Do you need that straw?
Plastic Free July starts in just a few days time. Each year this initiative encourages us to eliminate, or at least reduce, our use of single use plastic throughout the month of July. It is a great way to increase our awareness of our plastic use by attempting not to use any.
There are numerous reasons that we may want to reduce our plastic consumption. In addition to the problems of litter associated with plastic waste, there are problems for wildlife caused by ingesting our rubbish. Even if we dispose of it responsibly, plastic takes a long time to degrade. It is thought provoking to consider that the take-away cup that we discarded yesterday may still be lying in some landfill site years after we have forgotten about drinking that coffee. So what can be done about it and what are the specific issues for coffee drinkers?
Air valves and metallised plastic are common packaging materials for freshly roasted coffee, but can we avoid them?
One way to start to reduce our dependence on single use plastic is to understand how much we actually use on a day by day basis. Registering for a plastic free July is one way of doing this. As a result of attempting a Plastic Free July last year, I have found some plastic-free habits that have stuck with me all year. Loose leaf tea is one such improvement (teabags can also contain plastic). Although initially it seemed a bit of a pain to use a basket to brew the tea, as I kept with the habit I found it easy to compost the tea leaves after making a brew and the tea tastes better too. Things like shampoo bars and tooth ‘paste’ tablets (from Lush) have also been better and longer lasting than similar products packaged in plastic bottles. Although some plastic habits are hard to break, living as plastic free as possible for one month did deepen my awareness of the plastic that I take for granted.
But perhaps living plastic free for a month is too daunting? An alternative challenge sadly emphasises just how linked coffee drinking can be to single-use plastic consumption. The Top 4 challenge asks you to eliminate, just for July, the target take-away items. Of these 4, at least 2 (and arguably 3) are linked to coffee drinking or cafés. The top 4 are plastic bags, bottles, take-away coffee cups and straws. Could you avoid these for just one month? Take the challenge.
Enjoying a glass of water in a cafe can be better than running with a bottle of water anyway.
If you are ready to go plastic-free in your coffee habits, here’s a list of where we frequently encounter single-use plastic while drinking in cafés or even at home, together with suggestions of how to avoid the plastic where appropriate. Please let me know in the comments section below if you can think of further examples (and how you are avoiding them either in July or more permanently).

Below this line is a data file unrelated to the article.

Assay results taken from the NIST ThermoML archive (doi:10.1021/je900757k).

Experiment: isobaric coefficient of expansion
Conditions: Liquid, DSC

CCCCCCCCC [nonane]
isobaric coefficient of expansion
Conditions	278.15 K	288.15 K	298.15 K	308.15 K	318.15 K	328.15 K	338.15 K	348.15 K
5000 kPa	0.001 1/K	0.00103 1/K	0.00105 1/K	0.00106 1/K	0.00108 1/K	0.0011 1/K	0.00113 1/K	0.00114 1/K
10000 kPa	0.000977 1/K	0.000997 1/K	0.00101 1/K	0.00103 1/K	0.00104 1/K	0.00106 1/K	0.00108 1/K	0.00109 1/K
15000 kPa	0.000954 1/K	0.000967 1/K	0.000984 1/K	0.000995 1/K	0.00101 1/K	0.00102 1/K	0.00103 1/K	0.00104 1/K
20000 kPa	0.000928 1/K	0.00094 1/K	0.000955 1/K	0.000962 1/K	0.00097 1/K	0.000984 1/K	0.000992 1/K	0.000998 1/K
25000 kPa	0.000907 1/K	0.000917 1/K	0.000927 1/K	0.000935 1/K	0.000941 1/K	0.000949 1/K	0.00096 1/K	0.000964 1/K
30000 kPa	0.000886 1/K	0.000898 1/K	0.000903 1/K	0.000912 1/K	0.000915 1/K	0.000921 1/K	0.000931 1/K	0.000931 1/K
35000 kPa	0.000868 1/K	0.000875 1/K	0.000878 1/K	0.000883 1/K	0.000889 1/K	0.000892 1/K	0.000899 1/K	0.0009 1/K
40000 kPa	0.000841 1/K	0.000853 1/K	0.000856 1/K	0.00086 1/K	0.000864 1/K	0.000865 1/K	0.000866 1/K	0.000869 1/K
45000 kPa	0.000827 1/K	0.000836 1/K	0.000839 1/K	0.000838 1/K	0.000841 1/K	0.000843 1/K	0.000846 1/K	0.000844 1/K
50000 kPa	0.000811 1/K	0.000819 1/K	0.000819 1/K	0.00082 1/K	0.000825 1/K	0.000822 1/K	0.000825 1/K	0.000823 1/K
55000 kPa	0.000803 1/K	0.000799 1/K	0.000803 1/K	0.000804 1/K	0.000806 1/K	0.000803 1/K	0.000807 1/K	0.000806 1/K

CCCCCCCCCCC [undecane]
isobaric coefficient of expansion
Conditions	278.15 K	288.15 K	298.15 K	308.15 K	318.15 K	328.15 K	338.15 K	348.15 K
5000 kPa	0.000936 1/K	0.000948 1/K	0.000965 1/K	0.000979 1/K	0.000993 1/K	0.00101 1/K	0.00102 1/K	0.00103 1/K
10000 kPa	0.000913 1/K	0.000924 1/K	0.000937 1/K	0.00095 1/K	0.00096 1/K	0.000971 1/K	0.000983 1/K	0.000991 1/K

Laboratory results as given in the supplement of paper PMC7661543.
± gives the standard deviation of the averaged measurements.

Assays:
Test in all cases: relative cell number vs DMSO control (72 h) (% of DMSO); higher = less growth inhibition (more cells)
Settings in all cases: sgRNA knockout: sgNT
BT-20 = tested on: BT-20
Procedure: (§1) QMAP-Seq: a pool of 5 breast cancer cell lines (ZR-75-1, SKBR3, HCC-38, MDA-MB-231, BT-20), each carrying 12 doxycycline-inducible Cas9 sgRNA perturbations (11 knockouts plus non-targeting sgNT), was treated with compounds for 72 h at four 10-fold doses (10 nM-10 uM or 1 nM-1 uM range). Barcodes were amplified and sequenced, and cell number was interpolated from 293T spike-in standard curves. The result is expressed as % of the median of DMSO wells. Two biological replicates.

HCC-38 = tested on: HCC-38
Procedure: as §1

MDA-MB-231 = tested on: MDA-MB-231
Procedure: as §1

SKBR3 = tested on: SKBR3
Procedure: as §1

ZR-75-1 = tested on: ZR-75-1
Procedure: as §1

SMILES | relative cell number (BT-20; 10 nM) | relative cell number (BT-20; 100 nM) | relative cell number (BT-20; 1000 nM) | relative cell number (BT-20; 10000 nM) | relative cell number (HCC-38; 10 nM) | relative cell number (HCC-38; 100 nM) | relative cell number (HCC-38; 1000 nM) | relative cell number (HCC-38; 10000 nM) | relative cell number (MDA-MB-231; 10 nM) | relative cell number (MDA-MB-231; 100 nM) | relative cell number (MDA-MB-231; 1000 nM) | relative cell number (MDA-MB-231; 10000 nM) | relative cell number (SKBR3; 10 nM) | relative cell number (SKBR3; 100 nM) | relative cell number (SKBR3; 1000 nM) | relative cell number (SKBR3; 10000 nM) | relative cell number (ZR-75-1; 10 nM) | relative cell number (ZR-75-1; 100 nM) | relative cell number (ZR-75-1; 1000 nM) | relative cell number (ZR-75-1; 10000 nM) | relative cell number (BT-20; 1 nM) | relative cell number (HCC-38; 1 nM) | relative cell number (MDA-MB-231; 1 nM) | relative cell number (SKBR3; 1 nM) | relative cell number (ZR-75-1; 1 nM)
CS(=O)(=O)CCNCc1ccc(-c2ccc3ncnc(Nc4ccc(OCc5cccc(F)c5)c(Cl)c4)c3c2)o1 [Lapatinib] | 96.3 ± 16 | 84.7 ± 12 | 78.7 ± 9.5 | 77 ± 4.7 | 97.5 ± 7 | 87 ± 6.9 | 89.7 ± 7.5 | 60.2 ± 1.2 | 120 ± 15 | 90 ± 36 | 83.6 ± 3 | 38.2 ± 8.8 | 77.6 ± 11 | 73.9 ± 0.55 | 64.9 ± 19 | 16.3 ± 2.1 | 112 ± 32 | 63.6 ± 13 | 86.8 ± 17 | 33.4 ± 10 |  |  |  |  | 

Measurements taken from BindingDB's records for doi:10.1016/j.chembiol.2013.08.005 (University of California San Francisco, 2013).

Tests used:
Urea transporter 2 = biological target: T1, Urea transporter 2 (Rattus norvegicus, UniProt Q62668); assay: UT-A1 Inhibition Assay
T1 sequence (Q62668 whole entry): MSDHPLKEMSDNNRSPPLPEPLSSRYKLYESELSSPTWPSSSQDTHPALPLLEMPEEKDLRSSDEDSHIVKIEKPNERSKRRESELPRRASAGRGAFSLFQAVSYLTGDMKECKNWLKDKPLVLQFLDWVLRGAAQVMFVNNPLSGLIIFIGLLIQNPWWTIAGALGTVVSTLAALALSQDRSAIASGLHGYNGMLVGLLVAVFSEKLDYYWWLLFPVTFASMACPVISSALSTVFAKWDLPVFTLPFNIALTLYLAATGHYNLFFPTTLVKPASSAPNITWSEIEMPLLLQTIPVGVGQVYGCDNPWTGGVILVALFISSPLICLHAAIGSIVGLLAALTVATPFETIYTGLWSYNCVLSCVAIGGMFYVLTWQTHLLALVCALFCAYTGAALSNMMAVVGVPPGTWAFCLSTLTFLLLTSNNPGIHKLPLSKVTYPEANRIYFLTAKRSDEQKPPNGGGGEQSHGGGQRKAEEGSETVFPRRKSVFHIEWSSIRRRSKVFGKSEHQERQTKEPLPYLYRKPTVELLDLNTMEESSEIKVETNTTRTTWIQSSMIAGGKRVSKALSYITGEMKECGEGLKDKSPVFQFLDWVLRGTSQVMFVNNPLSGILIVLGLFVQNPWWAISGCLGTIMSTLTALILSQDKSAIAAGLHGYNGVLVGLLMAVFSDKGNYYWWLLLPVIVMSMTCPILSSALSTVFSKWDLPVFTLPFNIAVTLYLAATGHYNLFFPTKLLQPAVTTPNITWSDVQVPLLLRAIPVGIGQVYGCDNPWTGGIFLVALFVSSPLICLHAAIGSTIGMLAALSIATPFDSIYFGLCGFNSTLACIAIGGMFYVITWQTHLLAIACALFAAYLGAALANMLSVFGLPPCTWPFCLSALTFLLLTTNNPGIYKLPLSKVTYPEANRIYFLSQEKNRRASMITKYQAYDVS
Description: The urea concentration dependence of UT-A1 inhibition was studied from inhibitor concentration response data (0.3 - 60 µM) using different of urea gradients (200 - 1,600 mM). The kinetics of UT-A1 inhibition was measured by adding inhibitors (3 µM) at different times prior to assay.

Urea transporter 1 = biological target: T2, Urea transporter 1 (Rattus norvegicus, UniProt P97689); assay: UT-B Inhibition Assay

- Disposable take-away coffee cups – get and use a re-usable one. You can find a helpful comparison of different types of re-usable coffee cups on Brian’s Coffee Spot.
- Tea bags – yes they can contain plastic, see more information here. To avoid them, get hold of a metal tea basket, or even a tea pot and strainer and start investigating loose leaf tea.
- Water bottles/soft drinks bottles – if in a café, why not enjoy the moment by staying with a glass of water rather than grabbing a bottle? If you are in a hurry though, a flask (such as klean-kanteen) is a great investment. In some parts of London (and perhaps elsewhere?) chilled tap water is available on tap for use in re-usable bottles
- Air valves on your roasted coffee bag – do you really need these? The Nottingham based coffee roaster, Roasting House, did a taste test on freshly roasted coffee packaged with and without air valves, you can read their results here. If the coffee roaster that you normally purchase coffee from insists on using air-valves, why not write to them to request that they reconsider their packaging or try a more environmentally conscious roasting company to see how their coffee compares?
- Coffee packaging – What type of material did the last bag of coffee that you purchased come in? Chances are it was metallised plastic, why not find a roaster with alternative packaging? Who knows, you may find another great coffee roaster to add to the ones that you buy from.
- Straws – why would you use these anyway?
- Milk bottles – Some companies still supply milk in glass bottles, otherwise you could consider non-dairy milks that can be home-made such as oat or almond. Some cafés also offer home-made non-dairy milks which would be a way of going plastic free while enjoying a latte in a café.
- Cakes/sandwiches packaging – in larger chains these may come in packaging. However, if they are coming in packaging then they are not likely to be that fresh, find somewhere else with better cakes or sandwiches or make your own!
- Packaging for sugar etc – ditching the sugar is supposed to be good for you anyway. If you cannot resist sweetening your coffee, try to find a sugar that is packaged in paper rather than plastic.
- Washing up liquid – switching to a re-fillable washing up liquid reduces (but does not eliminate entirely) plastic waste.
Good luck if you take the challenge. There are still a few days left to plan how you can reduce the plastic in your life before the start of Plastic Free July 2017. Please do let me know how your attempts to be plastic free go and whether you find, as I did last year, that you enjoy your tea (or even coffee) more when you do so.